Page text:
Renoir was among the greatest of Impressionist portraitists, and his superiority in this field was acknowledged in his own day. In 1878 Thodore Duret stated, "Renoir excels at portraiture," and other critics called him a "portraitiste minent" (quoted in C. Bailey, Renoir's Portraits, exh. cat., National Gallery of Canada, Ottawa, 1997, p. 4). Moreover, portraiture was at the center of his oeuvre, more fundamental to his artistic achievement than the nude.
Painted in 1888, the painting emanates a luminosity typical of the works of this period, such as his monumental Les Grandes Baigneuses (Daulte, no. 514), painted the year before. The paintings formed a striking contrast with contemporary portraiture (such as the works of Manet or Bazille), which typically relied on darker, more somber hues. Colin Bailey comments:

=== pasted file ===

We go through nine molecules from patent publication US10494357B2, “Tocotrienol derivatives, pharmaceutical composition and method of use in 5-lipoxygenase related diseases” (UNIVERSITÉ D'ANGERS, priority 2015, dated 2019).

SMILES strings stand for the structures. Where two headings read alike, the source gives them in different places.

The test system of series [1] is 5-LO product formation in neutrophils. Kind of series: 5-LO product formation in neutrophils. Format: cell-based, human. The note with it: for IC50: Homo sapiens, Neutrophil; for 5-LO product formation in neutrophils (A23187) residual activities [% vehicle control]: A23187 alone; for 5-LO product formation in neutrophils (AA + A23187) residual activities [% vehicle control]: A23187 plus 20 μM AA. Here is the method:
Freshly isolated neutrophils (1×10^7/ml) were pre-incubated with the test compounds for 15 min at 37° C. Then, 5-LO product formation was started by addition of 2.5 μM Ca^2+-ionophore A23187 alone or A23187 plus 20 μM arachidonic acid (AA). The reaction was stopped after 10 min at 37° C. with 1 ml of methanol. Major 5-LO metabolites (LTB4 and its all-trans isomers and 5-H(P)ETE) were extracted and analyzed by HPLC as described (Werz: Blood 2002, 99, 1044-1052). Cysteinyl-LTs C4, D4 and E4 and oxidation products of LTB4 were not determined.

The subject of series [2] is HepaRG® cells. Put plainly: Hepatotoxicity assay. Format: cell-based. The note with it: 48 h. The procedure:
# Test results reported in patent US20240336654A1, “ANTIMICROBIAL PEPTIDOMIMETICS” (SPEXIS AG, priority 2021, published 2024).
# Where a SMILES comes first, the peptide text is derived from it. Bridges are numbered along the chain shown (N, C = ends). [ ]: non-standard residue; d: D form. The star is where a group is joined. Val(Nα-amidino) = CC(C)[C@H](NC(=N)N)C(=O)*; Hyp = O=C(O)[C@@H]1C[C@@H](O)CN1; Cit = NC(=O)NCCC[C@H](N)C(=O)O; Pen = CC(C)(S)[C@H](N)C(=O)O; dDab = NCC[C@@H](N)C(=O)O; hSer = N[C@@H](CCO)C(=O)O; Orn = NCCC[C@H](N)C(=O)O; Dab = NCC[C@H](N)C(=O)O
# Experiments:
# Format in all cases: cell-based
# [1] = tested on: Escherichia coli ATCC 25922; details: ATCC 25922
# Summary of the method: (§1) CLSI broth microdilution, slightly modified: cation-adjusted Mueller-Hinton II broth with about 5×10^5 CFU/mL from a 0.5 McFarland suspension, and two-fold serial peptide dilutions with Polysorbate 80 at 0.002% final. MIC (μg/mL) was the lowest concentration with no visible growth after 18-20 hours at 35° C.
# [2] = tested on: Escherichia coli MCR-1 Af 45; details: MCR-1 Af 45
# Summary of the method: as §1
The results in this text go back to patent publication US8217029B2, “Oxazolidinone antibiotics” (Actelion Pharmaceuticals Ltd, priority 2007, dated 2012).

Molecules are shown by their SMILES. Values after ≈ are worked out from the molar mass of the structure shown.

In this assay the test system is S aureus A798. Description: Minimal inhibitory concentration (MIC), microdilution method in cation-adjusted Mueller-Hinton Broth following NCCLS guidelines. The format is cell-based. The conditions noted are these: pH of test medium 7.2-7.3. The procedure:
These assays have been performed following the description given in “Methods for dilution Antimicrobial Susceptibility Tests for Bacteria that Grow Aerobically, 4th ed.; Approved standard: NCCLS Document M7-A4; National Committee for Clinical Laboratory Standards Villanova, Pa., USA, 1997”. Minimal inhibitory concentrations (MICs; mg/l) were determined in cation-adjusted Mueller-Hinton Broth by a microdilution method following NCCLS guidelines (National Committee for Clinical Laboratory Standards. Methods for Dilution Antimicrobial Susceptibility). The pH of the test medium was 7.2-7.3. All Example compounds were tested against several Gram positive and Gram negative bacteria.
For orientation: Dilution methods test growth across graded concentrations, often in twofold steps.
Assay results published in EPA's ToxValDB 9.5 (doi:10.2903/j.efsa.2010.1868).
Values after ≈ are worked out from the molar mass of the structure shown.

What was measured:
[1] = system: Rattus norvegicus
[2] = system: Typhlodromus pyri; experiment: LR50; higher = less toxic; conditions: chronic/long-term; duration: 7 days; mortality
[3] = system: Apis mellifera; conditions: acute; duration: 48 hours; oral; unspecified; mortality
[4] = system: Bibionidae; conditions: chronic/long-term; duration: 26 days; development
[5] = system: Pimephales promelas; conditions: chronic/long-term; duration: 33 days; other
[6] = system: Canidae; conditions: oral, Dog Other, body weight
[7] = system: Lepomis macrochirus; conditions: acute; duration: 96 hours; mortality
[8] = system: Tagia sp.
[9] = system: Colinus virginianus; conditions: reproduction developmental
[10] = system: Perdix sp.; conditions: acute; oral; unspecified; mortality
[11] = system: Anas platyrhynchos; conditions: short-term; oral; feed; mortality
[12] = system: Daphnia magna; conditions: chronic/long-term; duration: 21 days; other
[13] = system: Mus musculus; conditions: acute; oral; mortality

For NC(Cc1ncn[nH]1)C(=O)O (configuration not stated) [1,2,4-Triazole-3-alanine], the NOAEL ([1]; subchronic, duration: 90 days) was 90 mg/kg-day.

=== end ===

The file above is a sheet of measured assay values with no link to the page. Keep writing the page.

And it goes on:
What distinguishes them (Renoir's portraits) from those of Renoir's contemporaries is the extraordinary light with which they are imbued, "the natural light of day penetrating and influencing all things," which transforms and radicalizes Renoir's figures set in interiors, both in his portraiture and in his genre painting... (This) use of natural light... is at the heart of Renoir's practice as a figure painter, and it accounts for much of the bewilderment with which his early work was received. For Mallarm's perceptive comment on La Loge -- "this scene is fantastically illuminated by an incongruous daylight" -- could be applied to nearly all of Renoir's portraits (ibid. pp. 21-25).
In the present painting, the figure of the young girl is carefully modelled, her strong contours contrasting with the flat, indistinct background. His brushwork is smooth and polished in the girl's face and intentionally looser elsewhere, in her hair and in the patches of color in the background. By this means he give substance to her physical presence while also producing an alluring delicacy. The soft pastel shades and the red of her hair enhance this effect. The same muted palette and control of form is visible in a series of similar portraits of Edmond Renoir, the artist's nephew (Daulte, nos. 531-534).